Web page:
Before performing a decision analysis, (discounted) costs and quality-adjusted life-years (QALYs) must be simulated. In cohort models, they are simulated as a function of previously simulated state occupancy probabilities. In individual-level models, they are simulated as a function of simulated trajectories characterizing disease progression. In hesim, the discrete time state transition and partitioned survival models are cohort models and the continuous time state transition model is an individual-level model.

Cohort Models

Costs and QALYs in cohort models are computed by integrating the “weighted” probability of being in each state. Weights are a function of the discount factor and state values (e.g., annualized costs and utility) predicted using either the cost or utility model. Mathematically, for a time horizon \(T\), discounted costs and QALYs in health state \(h\) are computed as,

\[ \int_0^{T} z_h(t) e^{-rt} P_h(t) dt, \]

where \(z_h(t)\) is the predicted cost or utility value at time \(t\), \(r\) is the discount rate, and \(P_h(t)\) is the probability of being in a given health state. Note that the state values, \(z_h(t)\), can depend on time since the start of the model but not on time since entering a new health state.

Integration methods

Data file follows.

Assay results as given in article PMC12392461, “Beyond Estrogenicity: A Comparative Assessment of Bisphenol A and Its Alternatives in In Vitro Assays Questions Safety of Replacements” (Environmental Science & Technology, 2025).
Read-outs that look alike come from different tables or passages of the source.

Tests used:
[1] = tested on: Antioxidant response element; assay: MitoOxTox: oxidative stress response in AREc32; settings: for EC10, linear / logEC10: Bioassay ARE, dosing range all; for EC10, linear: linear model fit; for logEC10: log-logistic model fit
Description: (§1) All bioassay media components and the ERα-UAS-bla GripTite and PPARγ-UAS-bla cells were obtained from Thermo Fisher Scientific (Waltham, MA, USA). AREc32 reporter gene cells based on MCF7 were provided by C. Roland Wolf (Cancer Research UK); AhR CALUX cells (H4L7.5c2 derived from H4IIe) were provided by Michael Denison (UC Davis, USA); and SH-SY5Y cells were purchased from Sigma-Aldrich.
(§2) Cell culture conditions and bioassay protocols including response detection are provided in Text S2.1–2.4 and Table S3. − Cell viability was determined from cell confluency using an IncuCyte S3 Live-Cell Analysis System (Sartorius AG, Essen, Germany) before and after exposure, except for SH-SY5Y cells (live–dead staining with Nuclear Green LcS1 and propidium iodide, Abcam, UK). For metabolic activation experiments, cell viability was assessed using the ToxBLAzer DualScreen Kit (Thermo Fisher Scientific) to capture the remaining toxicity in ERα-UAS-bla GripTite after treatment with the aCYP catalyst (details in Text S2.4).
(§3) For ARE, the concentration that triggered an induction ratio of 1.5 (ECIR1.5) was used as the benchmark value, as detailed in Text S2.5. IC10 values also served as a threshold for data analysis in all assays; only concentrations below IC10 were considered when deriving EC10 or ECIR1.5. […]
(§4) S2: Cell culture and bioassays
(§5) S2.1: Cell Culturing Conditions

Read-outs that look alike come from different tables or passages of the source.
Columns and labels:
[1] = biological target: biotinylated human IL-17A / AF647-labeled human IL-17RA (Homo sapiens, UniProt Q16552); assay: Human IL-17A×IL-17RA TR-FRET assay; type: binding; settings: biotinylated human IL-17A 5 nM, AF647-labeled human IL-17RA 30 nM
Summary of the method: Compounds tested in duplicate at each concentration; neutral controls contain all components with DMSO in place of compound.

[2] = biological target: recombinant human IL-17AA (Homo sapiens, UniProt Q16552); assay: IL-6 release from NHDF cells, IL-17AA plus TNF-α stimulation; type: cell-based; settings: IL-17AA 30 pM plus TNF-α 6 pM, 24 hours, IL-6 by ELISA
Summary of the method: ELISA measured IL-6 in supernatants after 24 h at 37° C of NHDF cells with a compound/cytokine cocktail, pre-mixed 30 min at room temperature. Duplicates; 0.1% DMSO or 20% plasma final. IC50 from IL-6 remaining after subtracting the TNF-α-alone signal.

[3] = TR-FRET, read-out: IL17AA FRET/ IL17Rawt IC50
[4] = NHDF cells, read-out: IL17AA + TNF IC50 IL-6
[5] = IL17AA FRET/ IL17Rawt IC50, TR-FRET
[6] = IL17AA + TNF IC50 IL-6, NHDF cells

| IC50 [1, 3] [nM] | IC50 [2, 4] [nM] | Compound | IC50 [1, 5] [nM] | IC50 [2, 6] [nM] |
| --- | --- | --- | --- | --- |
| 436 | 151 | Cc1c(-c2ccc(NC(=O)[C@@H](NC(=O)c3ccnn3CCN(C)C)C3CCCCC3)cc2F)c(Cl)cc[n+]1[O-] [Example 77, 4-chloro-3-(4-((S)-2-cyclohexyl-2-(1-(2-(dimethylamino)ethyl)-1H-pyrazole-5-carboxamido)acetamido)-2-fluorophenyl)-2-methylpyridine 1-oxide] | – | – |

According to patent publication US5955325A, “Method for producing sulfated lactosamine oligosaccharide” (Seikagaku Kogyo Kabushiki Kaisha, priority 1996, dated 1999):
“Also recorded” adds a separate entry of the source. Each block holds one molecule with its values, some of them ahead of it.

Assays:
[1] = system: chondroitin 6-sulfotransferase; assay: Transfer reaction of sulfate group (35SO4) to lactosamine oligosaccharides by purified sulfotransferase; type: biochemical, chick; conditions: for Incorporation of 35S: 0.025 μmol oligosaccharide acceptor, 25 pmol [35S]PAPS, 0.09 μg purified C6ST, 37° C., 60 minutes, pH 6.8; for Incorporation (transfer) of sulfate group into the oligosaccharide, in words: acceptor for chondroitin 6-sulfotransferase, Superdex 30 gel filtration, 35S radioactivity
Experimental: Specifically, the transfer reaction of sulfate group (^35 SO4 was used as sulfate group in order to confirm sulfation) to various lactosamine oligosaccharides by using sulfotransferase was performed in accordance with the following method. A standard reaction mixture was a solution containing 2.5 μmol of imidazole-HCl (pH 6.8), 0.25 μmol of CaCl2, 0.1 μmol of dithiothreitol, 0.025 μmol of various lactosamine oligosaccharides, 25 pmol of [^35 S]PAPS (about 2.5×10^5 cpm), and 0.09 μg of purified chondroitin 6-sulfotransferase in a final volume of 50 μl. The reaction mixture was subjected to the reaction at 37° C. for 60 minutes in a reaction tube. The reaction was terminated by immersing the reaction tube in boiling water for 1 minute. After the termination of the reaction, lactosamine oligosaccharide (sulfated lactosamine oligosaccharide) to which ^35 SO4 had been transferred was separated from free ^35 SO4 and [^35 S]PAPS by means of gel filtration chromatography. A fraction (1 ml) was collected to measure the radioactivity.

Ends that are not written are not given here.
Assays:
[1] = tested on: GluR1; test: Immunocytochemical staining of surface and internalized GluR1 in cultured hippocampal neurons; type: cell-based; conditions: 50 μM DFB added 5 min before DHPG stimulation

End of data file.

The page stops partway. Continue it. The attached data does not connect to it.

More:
Three types of approaches are currently available for numerical integration given values of state probabilities at distinct discrete times.

  • Left Riemann sum: The function is approximated by its value at the left most point (i.e., start) of each time interval.
  • Right Riemann sum: The function is approximated by its value at the right most point (i.e., end) of each time interval.
  • Trapezoid rule: The function is approximated by the average of its values at the left and right endpoints. Specifically, for an interval [\(t_1\), \(t_2\)] with value \(y_1\) at the left endpoint and \(y_2\) at the right endpoint, the function is approximated as \(\frac{t_2 - t_1}{2}(y_1 + y_2)\).

The Riemann sum rules approximate the area under the curve using rectangles in each time interval whiles the trapezoid rule approximates the area under the curve using a trapezoid. In general, the left Riemann sum will underestimate costs and QALYs whereas the right Riemann sum will overestimate them.

Individual-level models

In individual-level models, costs and QALYs are computed using the continuous time present value given a flow of state values, which change as patients transition between health states or as costs vary as a function of time. The state values can be partitioned into \(M\) time intervals indexed by \(m = 1,\ldots, M\) where interval \(m\) contains times \(t\) such that \(t_m\leq t \leq t_{m+1}\) and values for state \(h\) are equal to \(z_{hm}\) during interval \(m\). \(z_{hm}\) will equal zero during time intervals in which a patient is not in state \(h\). Discounted costs and QALYs for health state \(h\) are then given by,

\[ \sum_{m = 1}^M \int_{t_m}^{t_m+1} z_{hm}e^{-rt}dt = \sum_{m = 1}^M z_{hm} \left(\frac{e^{-r{t_{m}}} - e^{-r{t_{m+1}}}}{r}\right), \]

where \(r > 0\) is the discount rate. If \(r = 0\), then the present value simplifies to \(\sum_{m = 1}^M z_{hm}(t_{m+1} - t_{m})\).

Note that while state values in cohort models can depend on time since the start of the model, state values in individual-level models can depend on either time since the start of the model or time since entering the most recent health state. Individual-level models consequently not only afford more flexibility than cohort models when simulating disease progression, but when simulating costs and/or QALYs as well.